I’ll Be Gone in the Dark

I’ll Be Gone in the Dark

By: Michelle McNamara

(**This review will reference the crimes committed by the Golden State Killer, which may be upsetting to some. If you feel like this may be the case for you, then you might want to pass on this book)

The Deets:

352 pages


Published: February 27, 2018

Review: 291205291205291205291205unknown-e1529329215790.png

From the Cover

A masterful true crime account of the Golden State Killer—the elusive serial rapist turned murderer who terrorized California for over a decade—from Michelle McNamara, the gifted journalist who died tragically while investigating the case.

“You’ll be silent forever, and I’ll be gone in the dark.”

For more than ten years, a mysterious and violent predator committed fifty sexual assaults in Northern California before moving south, where he perpetrated ten sadistic murders. Then he disappeared, eluding capture by multiple police forces and some of the best detectives in the area.

Three decades later, Michelle McNamara, a true crime journalist who created the popular website TrueCrimeDiary.com, was determined to find the violent psychopath she called “the Golden State Killer.” Michelle pored over police reports, interviewed victims, and embedded herself in the online communities that were as obsessed with the case as she was.

At the time of the crimes, the Golden State Killer was between the ages of eighteen and thirty, Caucasian, and athletic—capable of vaulting tall fences. He always wore a mask. After choosing a victim—he favored suburban couples—he often entered their home when no one was there, studying family pictures, mastering the layout. He attacked while they slept, using a flashlight to awaken and blind them. Though they could not recognize him, his victims recalled his voice: a guttural whisper through clenched teeth, abrupt and threatening.

I’ll Be Gone in the Dark—the masterpiece McNamara was writing at the time of her sudden death—offers an atmospheric snapshot of a moment in American history and a chilling account of a criminal mastermind and the wreckage he left behind. It is also a portrait of a woman’s obsession and her unflagging pursuit of the truth. Framed by an introduction by Gillian Flynn and an afterword by her husband, Patton Oswalt, the book was completed by Michelle’s lead researcher and a close colleague. Utterly original and compelling, it is destined to become a true crime classic—and may at last unmask the Golden State Killer.


I will preface this review by saying I listened to this book as an audiobook. I have a love/hate relationship with audiobooks. There’s a part of me that aspires to be a true “audiobookie” that wants to claim, I am successful, sophisticated, and intellectual; I listen to audiobooks during my morning commute, when taking my dogs on a walk, cooking dinner, or shopping at Trader Joe’s. And then there’s the real me that gets distracted in between yelling at stupid drivers and weaving through traffic during my work commute, and the part of me that can’t part with listening to the new Florence & the Machine album on repeat.

This audiobook though. . . wow. I was enraptured. Crime novels seem to be my favorite and this one did not disappoint. I think listening to I’ll Be Gone instead of reading it made it even more resonant. Listening to the stories of victims, descriptions of crime scenes, and the notes from investigators scrambling to find answers to murders and rapes felt like I was watching the events transpire in real time over the evening news. I can’t imagine what it would have been like to be alive–and living in California–during the GSK’s reign of terror. I probably would have moved.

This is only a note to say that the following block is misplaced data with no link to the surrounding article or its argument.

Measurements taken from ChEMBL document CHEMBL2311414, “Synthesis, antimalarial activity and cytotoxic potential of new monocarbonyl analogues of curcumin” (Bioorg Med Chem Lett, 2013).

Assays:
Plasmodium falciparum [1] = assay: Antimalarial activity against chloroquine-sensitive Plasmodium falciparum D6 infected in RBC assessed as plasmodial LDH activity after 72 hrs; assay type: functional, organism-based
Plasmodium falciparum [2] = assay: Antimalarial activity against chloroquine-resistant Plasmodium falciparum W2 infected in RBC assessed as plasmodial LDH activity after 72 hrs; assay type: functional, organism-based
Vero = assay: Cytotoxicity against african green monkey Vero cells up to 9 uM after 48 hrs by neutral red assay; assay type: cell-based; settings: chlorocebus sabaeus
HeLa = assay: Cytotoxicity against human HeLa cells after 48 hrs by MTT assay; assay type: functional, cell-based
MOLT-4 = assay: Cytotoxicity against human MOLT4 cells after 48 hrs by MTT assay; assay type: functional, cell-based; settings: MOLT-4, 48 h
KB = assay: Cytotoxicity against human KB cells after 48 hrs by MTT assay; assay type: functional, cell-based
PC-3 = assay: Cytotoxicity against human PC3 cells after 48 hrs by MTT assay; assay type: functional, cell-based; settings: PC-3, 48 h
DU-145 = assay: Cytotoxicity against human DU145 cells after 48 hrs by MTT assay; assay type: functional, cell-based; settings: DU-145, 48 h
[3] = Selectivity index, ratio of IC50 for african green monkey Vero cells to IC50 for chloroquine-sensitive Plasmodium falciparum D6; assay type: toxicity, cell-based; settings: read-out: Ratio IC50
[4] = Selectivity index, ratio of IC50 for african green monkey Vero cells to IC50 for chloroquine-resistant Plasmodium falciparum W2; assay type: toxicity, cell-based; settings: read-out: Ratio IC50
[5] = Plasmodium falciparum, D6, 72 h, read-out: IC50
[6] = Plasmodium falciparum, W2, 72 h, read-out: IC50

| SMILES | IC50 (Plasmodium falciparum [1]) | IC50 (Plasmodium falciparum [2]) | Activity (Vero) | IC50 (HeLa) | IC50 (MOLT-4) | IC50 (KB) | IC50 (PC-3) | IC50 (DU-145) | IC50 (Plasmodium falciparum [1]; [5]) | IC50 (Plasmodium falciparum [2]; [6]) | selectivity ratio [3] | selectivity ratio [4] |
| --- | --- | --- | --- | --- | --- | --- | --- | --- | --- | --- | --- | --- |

One thing this novel highlights is the painstaking work McNamara did to hunt down the GSK. It is obvious from her notes that were compiled into this novel that this hunt consumed not only her work life but also her personal life. This novel is a combination of McNamara’s authorship and posthumous collection of her notes by her husband. She died at the age of 46 while writing this novel from an accidental overdose compounded by cardiovascular disease. While she was unable to identify the GSK while alive, it is believed her work helped not only keep the GSK in the attentions of investigators but also contributed to the eventual identification and arrest of the GSK only 2 years after her death.

This novel will rock you to your core. It is hard to comprehend this scale of crime could be anything but fiction. McNamara helped bring closure and comfort to so many families who had been threatened, traumatized, and irrevocably changed by the acts of a single man. Reading this book felt like an act of acknowledgment, Thank you Michelle, you did it.


GSK at a glance. The GSK’s name is Joseph James Deangelo. He is now 72 years old and is responsible for at least 13 murders, 50 rapes, and 100 burglaries between the years 1974-1986 throughout the state of California. He is a Vietnam War veteran and former police sergeant. He was married and has 3 daughters. He was identified the GSK DNA was uploaded from a rape kit to a genealogical website and was matched to 10-20 distant relatives. From there, a genealogist was able to narrow the GSK down to two suspects, one of whom was Deangelo. His DNA was confirmed to the GSK rape kit DNA after investigators took samples from a tissue in his home garbage, and his car door handle while he was shopping at Hobby Lobby. Deangelo was arrested days later. At this time, Deangelo has not entered a plea and the district attorney has not yet decided on whether or not to seek the death penalty. His next appearance in court will be in December.

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